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In brief

The Cabinet has acknowledged the necessity to postpone the effective date of the Personal Data Protection Act (PDPA).

We have recently learned from various public sources that Thailand’s Cabinet has acknowledged the necessity to pass a Draft Royal Decree to postpone the effective date of the Personal Data Protection Act B.E. 2562 (2019) (PDPA) for 1 year, as proposed by the Ministry of Digital Economy and Society (MDES).

In summary, the enforcement of key legal obligations and penalties imposed on data controllers and data processors, including data subject rights, will be delayed for 1 year counting from 27 May 2020. The 1-year postponement will particularly include Chapter 2 (Personal Data Protection), Chapter 3 (Rights of Data Subject), Chapter 5 (Complaints), Chapter 6 (Civil Liability), Chapter 7 (Penalties), section 95 (grandfather clause or transitional clause) and section 96 (issuance of sub-regulations and notifications).


The PDPA was first published in the Government Gazette on 27 May 2019 and was originally scheduled to become fully effective on 27 May 2020. However, the COVID-19 outbreak and its aftermath were cited as major obstacles for all affected sectors. The postponement will alleviate the impact on the public and private sectors and the general public.  Companies who are considered data controllers or data processors under the Act will now have until 27 May 2021 to become compliant.

According to the Deputy Government Spokesperson, the MDES will propose the Draft Royal Decree for the Cabinet’s further consideration. If the Cabinet approves, then the Decree will follow the remaining procedural steps, before being signed by the King and published in the Government Gazette, which will mark its official passage. In the meantime, the MDES is currently in the process of nominating the Personal Data Protection Committee to the Cabinet, and preparing subregulations.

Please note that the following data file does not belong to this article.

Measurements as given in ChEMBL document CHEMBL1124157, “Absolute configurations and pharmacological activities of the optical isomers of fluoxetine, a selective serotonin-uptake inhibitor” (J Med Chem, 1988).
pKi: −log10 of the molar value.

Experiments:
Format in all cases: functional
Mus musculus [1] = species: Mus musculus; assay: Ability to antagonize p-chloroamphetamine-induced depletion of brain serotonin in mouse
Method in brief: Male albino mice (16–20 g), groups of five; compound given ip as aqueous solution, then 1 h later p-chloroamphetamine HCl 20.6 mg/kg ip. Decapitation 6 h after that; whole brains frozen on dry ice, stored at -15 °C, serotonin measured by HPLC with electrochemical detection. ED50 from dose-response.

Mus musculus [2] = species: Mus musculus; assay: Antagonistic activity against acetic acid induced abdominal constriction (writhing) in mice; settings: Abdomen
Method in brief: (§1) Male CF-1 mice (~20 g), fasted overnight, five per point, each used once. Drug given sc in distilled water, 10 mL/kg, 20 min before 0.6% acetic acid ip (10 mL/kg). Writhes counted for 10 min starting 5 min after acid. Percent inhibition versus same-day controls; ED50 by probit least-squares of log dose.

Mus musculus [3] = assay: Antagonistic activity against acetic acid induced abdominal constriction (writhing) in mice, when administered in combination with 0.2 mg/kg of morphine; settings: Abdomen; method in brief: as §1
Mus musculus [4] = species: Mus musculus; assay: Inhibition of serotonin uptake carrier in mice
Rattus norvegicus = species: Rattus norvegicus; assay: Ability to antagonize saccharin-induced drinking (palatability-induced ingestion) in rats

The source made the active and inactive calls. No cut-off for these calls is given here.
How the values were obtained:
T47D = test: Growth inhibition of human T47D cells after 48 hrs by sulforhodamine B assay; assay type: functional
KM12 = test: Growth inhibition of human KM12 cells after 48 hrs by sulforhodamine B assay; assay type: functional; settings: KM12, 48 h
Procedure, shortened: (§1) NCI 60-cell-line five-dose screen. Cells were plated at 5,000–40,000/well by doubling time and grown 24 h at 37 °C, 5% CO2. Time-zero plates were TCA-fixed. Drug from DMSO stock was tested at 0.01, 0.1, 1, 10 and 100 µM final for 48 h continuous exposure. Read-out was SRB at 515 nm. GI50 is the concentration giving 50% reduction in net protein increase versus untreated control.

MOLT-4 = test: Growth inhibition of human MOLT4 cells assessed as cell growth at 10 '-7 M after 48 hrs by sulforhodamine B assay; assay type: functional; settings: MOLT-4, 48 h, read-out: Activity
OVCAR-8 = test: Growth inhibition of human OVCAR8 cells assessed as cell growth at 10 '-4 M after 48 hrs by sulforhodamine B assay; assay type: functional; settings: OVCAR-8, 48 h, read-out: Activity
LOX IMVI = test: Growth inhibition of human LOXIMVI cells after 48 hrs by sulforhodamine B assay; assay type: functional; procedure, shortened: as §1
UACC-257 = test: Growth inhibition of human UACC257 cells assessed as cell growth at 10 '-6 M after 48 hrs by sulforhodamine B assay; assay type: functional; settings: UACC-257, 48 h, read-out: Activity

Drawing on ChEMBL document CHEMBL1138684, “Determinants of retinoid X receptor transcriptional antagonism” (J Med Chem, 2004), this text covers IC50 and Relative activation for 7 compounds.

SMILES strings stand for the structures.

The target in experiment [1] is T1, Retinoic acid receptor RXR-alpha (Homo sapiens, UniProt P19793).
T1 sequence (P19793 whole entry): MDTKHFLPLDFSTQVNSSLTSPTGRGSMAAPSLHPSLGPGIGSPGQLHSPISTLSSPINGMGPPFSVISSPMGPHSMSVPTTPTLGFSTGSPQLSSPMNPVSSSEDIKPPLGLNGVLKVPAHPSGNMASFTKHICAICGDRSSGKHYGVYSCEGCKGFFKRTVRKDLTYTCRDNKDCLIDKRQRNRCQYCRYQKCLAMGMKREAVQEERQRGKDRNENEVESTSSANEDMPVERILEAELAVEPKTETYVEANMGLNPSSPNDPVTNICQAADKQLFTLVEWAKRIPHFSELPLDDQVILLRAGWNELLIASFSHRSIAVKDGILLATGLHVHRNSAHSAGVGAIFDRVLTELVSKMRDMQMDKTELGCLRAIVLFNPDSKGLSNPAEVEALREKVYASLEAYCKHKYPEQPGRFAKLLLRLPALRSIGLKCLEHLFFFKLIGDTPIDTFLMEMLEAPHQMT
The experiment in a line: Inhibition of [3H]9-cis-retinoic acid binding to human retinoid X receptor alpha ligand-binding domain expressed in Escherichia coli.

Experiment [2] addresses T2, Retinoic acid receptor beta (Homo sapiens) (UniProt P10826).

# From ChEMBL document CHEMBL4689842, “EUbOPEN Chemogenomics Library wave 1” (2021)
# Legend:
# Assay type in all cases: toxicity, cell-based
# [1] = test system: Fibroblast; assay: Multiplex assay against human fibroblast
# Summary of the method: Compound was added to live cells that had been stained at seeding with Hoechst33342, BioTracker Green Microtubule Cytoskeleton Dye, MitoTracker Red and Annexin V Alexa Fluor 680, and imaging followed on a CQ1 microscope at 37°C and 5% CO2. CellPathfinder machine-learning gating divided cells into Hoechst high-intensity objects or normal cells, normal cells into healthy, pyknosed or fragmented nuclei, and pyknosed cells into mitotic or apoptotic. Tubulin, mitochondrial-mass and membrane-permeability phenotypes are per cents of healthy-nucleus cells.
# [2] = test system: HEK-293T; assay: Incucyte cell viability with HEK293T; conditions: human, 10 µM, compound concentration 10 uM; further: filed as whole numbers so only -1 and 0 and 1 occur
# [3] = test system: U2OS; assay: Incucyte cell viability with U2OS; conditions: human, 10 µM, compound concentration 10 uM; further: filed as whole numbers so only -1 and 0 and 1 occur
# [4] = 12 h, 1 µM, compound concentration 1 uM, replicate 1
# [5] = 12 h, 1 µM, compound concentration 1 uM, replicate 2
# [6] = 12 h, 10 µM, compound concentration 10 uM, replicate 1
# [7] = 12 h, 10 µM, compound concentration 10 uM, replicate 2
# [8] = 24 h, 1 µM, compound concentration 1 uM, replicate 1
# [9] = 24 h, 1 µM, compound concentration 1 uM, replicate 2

We will continue to monitor this development.

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Dhiraphol Suwanprateep is a partner in Baker McKenzie's Bangkok office, where he is head of the IT/Communications Practice Group and co-head of the Intellectual Property Practice Group. Mr. Suwanprateep advises clients on government initiatives, particularly Thailand's Digital Economy Initiative which promotes the local ITC sector through strategies aimed at developing related infrastructure, accelerating innovation, and transforming the country's economy into one that is based on digital technologies. His work also involves advising on the amended Computer Crime Act which increases penalties for cyber crimes. He is also a regular commentator and contributor to local, regional and global media on the government's proposed initiatives and frequently participates in local community engagements throughout the country. Dhiraphol joined Baker McKenzie in 1987 and became a partner in 1992.